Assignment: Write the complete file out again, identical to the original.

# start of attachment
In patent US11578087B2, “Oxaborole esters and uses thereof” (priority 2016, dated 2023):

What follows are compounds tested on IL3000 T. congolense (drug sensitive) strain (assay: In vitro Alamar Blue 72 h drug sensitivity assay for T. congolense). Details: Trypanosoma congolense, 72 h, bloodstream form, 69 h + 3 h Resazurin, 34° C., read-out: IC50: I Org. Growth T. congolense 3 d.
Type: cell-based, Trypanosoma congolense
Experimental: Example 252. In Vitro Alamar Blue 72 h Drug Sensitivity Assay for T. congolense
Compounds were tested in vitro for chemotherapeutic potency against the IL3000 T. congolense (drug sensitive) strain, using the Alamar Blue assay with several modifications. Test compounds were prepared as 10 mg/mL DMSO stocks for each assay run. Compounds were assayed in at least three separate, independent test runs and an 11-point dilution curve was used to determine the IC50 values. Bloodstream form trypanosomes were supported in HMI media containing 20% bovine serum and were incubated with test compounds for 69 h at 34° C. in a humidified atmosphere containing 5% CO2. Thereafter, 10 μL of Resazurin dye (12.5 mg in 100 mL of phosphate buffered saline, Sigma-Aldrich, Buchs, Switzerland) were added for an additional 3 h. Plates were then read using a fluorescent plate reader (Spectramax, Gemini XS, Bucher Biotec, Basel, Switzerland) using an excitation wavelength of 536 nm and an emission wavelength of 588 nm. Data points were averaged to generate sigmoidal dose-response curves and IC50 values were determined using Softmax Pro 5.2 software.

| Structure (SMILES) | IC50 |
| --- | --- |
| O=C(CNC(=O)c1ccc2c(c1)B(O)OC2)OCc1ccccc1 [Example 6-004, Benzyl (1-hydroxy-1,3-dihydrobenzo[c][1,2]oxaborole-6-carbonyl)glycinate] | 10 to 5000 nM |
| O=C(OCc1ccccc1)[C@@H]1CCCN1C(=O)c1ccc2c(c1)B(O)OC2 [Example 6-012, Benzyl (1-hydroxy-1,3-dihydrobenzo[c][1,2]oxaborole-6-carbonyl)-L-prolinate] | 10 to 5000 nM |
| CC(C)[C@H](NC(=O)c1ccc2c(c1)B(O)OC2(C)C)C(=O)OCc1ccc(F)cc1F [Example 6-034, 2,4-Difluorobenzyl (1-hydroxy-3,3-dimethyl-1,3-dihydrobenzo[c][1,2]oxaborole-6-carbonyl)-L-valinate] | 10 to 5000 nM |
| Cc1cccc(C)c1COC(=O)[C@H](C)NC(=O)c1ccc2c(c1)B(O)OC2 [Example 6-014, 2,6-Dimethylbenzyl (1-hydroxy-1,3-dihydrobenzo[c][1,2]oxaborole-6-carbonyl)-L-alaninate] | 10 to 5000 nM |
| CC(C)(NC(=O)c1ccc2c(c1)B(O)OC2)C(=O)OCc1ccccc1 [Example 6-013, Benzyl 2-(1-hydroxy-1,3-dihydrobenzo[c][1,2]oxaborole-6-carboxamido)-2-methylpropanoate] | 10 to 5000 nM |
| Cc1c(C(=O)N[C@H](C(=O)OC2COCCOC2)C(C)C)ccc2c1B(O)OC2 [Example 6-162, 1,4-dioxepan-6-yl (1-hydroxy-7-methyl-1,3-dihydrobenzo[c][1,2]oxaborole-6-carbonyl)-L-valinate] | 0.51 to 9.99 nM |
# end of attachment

In patent US11578087B2, “Oxaborole esters and uses thereof” (priority 2016, dated 2023):

What follows are compounds tested on IL3000 T. congolense (drug sensitive) strain (assay: In vitro Alamar Blue 72 h drug sensitivity assay for T. congolense). Details: Trypanosoma congolense, 72 h, bloodstream form, 69 h + 3 h Resazurin, 34° C., read-out: IC50: I Org. Growth T. congolense 3 d.
Type: cell-based, Trypanosoma congolense
Experimental: Example 252. In Vitro Alamar Blue 72 h Drug Sensitivity Assay for T. congolense
Compounds were tested in vitro for chemotherapeutic potency against the IL3000 T. congolense (drug sensitive) strain, using the Alamar Blue assay with several modifications. Test compounds were prepared as 10 mg/mL DMSO stocks for each assay run. Compounds were assayed in at least three separate, independent test runs and an 11-point dilution curve was used to determine the IC50 values. Bloodstream form trypanosomes were supported in HMI media containing 20% bovine serum and were incubated with test compounds for 69 h at 34° C. in a humidified atmosphere containing 5% CO2. Thereafter, 10 μL of Resazurin dye (12.5 mg in 100 mL of phosphate buffered saline, Sigma-Aldrich, Buchs, Switzerland) were added for an additional 3 h. Plates were then read using a fluorescent plate reader (Spectramax, Gemini XS, Bucher Biotec, Basel, Switzerland) using an excitation wavelength of 536 nm and an emission wavelength of 588 nm. Data points were averaged to generate sigmoidal dose-response curves and IC50 values were determined using Softmax Pro 5.2 software.

| Structure (SMILES) | IC50 |
| --- | --- |
| O=C(CNC(=O)c1ccc2c(c1)B(O)OC2)OCc1ccccc1 [Example 6-004, Benzyl (1-hydroxy-1,3-dihydrobenzo[c][1,2]oxaborole-6-carbonyl)glycinate] | 10 to 5000 nM |
| O=C(OCc1ccccc1)[C@@H]1CCCN1C(=O)c1ccc2c(c1)B(O)OC2 [Example 6-012, Benzyl (1-hydroxy-1,3-dihydrobenzo[c][1,2]oxaborole-6-carbonyl)-L-prolinate] | 10 to 5000 nM |
| CC(C)[C@H](NC(=O)c1ccc2c(c1)B(O)OC2(C)C)C(=O)OCc1ccc(F)cc1F [Example 6-034, 2,4-Difluorobenzyl (1-hydroxy-3,3-dimethyl-1,3-dihydrobenzo[c][1,2]oxaborole-6-carbonyl)-L-valinate] | 10 to 5000 nM |
| Cc1cccc(C)c1COC(=O)[C@H](C)NC(=O)c1ccc2c(c1)B(O)OC2 [Example 6-014, 2,6-Dimethylbenzyl (1-hydroxy-1,3-dihydrobenzo[c][1,2]oxaborole-6-carbonyl)-L-alaninate] | 10 to 5000 nM |
| CC(C)(NC(=O)c1ccc2c(c1)B(O)OC2)C(=O)OCc1ccccc1 [Example 6-013, Benzyl 2-(1-hydroxy-1,3-dihydrobenzo[c][1,2]oxaborole-6-carboxamido)-2-methylpropanoate] | 10 to 5000 nM |
| Cc1c(C(=O)N[C@H](C(=O)OC2COCCOC2)C(C)C)ccc2c1B(O)OC2 [Example 6-162, 1,4-dioxepan-6-yl (1-hydroxy-7-methyl-1,3-dihydrobenzo[c][1,2]oxaborole-6-carbonyl)-L-valinate] | 0.51 to 9.99 nM |